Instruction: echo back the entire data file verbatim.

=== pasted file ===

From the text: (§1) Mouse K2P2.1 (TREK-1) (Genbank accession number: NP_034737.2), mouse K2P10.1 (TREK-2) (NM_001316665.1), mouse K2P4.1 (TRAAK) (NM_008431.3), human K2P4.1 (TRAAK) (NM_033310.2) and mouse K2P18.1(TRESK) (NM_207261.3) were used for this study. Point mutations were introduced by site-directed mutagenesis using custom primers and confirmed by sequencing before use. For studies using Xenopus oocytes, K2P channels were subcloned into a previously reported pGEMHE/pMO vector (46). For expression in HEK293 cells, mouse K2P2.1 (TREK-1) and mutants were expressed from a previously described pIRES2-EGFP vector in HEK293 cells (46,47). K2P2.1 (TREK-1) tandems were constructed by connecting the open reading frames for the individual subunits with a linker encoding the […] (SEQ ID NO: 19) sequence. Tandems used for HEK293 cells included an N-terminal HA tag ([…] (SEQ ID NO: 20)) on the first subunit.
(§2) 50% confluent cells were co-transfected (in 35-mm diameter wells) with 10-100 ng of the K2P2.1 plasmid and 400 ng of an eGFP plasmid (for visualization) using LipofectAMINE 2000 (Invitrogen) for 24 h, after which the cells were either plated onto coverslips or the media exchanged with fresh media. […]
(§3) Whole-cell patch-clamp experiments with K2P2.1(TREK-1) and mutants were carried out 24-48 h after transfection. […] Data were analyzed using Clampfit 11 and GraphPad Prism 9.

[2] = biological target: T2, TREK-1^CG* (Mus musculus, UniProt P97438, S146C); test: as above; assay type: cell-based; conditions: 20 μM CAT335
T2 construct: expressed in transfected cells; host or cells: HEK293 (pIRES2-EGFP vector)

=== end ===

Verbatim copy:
From the text: (§1) Mouse K2P2.1 (TREK-1) (Genbank accession number: NP_034737.2), mouse K2P10.1 (TREK-2) (NM_001316665.1), mouse K2P4.1 (TRAAK) (NM_008431.3), human K2P4.1 (TRAAK) (NM_033310.2) and mouse K2P18.1(TRESK) (NM_207261.3) were used for this study. Point mutations were introduced by site-directed mutagenesis using custom primers and confirmed by sequencing before use. For studies using Xenopus oocytes, K2P channels were subcloned into a previously reported pGEMHE/pMO vector (46). For expression in HEK293 cells, mouse K2P2.1 (TREK-1) and mutants were expressed from a previously described pIRES2-EGFP vector in HEK293 cells (46,47). K2P2.1 (TREK-1) tandems were constructed by connecting the open reading frames for the individual subunits with a linker encoding the […] (SEQ ID NO: 19) sequence. Tandems used for HEK293 cells included an N-terminal HA tag ([…] (SEQ ID NO: 20)) on the first subunit.
(§2) 50% confluent cells were co-transfected (in 35-mm diameter wells) with 10-100 ng of the K2P2.1 plasmid and 400 ng of an eGFP plasmid (for visualization) using LipofectAMINE 2000 (Invitrogen) for 24 h, after which the cells were either plated onto coverslips or the media exchanged with fresh media. […]
(§3) Whole-cell patch-clamp experiments with K2P2.1(TREK-1) and mutants were carried out 24-48 h after transfection. […] Data were analyzed using Clampfit 11 and GraphPad Prism 9.

[2] = biological target: T2, TREK-1^CG* (Mus musculus, UniProt P97438, S146C); test: as above; assay type: cell-based; conditions: 20 μM CAT335
T2 construct: expressed in transfected cells; host or cells: HEK293 (pIRES2-EGFP vector)